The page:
But will such an interest be felt by a legislature, of which a majority of members will be elected by the inhabitants of a country adjacent to arrival channel of commercial intercourse? It cannot be expected. The Alabama territory as it now stands, possesses an identity of interest, as complete, as any state of equal extent in the American Confederacy. Whether the people are stationed on the Tombigby or Alabama,--on the Mobile or the Tennessee; they are all deeply interested in bringing to perfection the same channel of trade & commerce. But if you divide them, if you connect one portion of them to the Mississippi, & leave the other portion of them to themselves; you paralize their energies, & drop a cloud over their fair prospects of future prosperity. The general interests of the Union, call for the highest possible improvement, of every part of it:--and the Congress of the United States will watch with the most sedulous jealous y against every measure calculated to obstructor retard it. Your petitioners therefore, humbly and respectfully hope that no proposition for making any encroachments on the Alabama Territory, will receive any countenance from your honorable body.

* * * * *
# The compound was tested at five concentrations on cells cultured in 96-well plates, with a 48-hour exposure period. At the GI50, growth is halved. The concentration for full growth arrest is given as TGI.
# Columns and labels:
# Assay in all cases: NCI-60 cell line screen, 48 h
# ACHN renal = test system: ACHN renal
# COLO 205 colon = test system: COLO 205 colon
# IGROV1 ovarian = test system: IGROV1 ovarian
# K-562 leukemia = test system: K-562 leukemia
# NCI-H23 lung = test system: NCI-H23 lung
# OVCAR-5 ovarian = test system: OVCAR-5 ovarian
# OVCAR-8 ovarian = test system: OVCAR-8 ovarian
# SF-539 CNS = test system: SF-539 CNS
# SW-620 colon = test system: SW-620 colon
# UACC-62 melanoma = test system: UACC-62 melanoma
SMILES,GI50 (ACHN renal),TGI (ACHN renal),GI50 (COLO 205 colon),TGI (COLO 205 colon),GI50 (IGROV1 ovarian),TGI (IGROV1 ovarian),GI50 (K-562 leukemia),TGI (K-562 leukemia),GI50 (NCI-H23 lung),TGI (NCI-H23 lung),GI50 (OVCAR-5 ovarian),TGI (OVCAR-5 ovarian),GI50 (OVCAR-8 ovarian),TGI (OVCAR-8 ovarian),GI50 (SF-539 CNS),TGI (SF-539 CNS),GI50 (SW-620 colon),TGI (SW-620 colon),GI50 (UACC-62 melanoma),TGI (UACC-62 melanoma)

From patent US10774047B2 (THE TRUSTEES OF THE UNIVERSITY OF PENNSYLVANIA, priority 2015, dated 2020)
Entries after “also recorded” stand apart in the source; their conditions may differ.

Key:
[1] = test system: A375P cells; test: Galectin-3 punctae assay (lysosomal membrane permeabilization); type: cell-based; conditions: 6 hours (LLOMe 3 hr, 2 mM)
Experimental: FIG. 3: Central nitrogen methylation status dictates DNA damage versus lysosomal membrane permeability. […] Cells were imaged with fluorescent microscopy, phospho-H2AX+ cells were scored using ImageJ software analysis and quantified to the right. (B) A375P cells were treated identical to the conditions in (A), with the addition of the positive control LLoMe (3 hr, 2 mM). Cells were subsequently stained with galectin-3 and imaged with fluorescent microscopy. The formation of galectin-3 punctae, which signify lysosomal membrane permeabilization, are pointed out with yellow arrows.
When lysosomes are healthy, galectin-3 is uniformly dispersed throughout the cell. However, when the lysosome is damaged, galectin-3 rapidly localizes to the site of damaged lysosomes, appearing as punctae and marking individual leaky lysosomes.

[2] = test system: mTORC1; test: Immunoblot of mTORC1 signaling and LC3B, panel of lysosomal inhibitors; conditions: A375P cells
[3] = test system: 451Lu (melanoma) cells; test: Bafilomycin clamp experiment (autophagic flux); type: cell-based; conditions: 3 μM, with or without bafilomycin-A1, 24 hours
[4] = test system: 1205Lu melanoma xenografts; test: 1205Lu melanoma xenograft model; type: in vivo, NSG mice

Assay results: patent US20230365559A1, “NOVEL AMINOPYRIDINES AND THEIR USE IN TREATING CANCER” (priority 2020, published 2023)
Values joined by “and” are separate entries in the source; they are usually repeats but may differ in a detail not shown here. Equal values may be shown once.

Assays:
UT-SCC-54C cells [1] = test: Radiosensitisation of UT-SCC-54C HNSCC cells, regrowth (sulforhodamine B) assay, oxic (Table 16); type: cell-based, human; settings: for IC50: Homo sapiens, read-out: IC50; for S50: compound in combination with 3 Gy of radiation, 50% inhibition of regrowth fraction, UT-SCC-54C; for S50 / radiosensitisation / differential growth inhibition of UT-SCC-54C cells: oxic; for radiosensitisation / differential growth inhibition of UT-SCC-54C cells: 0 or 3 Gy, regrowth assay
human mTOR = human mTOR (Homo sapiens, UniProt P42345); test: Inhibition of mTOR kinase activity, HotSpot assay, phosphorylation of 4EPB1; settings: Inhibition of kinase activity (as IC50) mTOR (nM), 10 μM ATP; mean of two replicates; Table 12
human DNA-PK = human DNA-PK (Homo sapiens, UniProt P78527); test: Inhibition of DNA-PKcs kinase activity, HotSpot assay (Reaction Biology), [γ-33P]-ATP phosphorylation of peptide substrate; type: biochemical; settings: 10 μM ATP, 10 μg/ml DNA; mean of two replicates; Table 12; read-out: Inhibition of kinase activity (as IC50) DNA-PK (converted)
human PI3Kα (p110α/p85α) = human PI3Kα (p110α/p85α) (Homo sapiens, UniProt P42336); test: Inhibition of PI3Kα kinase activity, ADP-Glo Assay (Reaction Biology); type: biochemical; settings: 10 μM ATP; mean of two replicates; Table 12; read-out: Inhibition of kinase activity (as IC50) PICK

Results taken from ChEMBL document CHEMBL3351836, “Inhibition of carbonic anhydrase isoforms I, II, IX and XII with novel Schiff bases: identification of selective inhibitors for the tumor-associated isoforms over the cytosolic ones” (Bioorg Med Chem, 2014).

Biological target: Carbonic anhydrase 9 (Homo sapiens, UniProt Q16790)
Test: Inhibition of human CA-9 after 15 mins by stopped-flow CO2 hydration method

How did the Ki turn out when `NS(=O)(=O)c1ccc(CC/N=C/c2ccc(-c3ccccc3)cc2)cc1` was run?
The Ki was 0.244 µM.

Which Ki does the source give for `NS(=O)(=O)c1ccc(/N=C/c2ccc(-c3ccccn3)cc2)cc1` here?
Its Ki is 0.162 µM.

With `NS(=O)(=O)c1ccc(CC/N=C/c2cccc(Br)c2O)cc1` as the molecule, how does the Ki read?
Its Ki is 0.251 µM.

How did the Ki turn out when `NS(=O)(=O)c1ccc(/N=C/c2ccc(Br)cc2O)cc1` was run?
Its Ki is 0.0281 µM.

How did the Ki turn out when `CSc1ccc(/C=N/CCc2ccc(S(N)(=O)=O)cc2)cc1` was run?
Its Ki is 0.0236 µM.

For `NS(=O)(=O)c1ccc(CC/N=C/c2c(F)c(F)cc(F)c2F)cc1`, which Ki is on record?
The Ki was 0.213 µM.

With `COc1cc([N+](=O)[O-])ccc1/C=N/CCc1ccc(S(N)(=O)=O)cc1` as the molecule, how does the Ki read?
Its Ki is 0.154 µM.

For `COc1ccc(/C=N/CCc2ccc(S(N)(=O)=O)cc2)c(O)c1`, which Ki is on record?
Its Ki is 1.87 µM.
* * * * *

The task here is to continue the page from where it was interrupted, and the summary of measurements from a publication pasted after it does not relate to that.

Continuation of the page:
H Newman  Wm Coleman  J ohn G Creagh

Darling Perry  William Lafton   Jno D Curtis

William Coate   Saml Etheridge   John Scarborough

John Johnson   Joel Langham    Moses Hill

James Furlow    John Glass    James Green

Isaac Pugh    Danl B Ripley     Jesse B Irvine

Lewis Mitchell   James Daniel    James Waldrom

Mark Hays  Jesse Pugh   Wm Hays

Stephen Brown     David Smith   Walter Mabry

Jno Barran  James Caller  Wm Barran

Robert Lewis Saml Wilson  Reuben Saffold

Mark Norwood Neal Smith  Warham Easley

William B Patton Elijah Pugh  R W Serviss

Starling Hill  Edward N Potts  Alexander McGrew

Elijah Ross Benjamin Clement  Robt Caller

Jonah Mott J Slaton  James Lowrey

Robt H Phillips   Lewis Henderson  John Wilson

Jesse Deed  John Rhoeds   Thomas Cox

Benj Hatch   Mathew Averet   James Ford

Joh Riordan   Zadock Adair   Zach McGrath

David Taylor   Wm Robison    John McGrew

Wm Simmons Jno H McConnel   William Ravencraft

Henry L Riveire   Samuel Gaines    Saml Dale

Joshua Killen   James Dellets Jnr   Jesse Whatley

James Young    James Howard     John Bagby

William Flinn   Wm Vaughan     L Roberts

Dempsey Winbourn   Robert Henderson   James Morgan Jr

Dunkin Henderson   Jas B McConnell  William Edwards

Elias Massey   WilsonDickson             Wm Cato

John Campbell  John S Vaughan               Thomas Miller

Josiah Fletcher    JamesRisher      James Edwards

Jas McKee JQ   Willis Kitchens   John Pippens

Thomas W Gill Peter Loper   W J Ware

Thomas Loper   Wm Hopewell    William Pippen

Lewis Alexander   ElijahLloyd     William Coon

Wm Pierce  Abel Farra r Ja    Geo Lindsey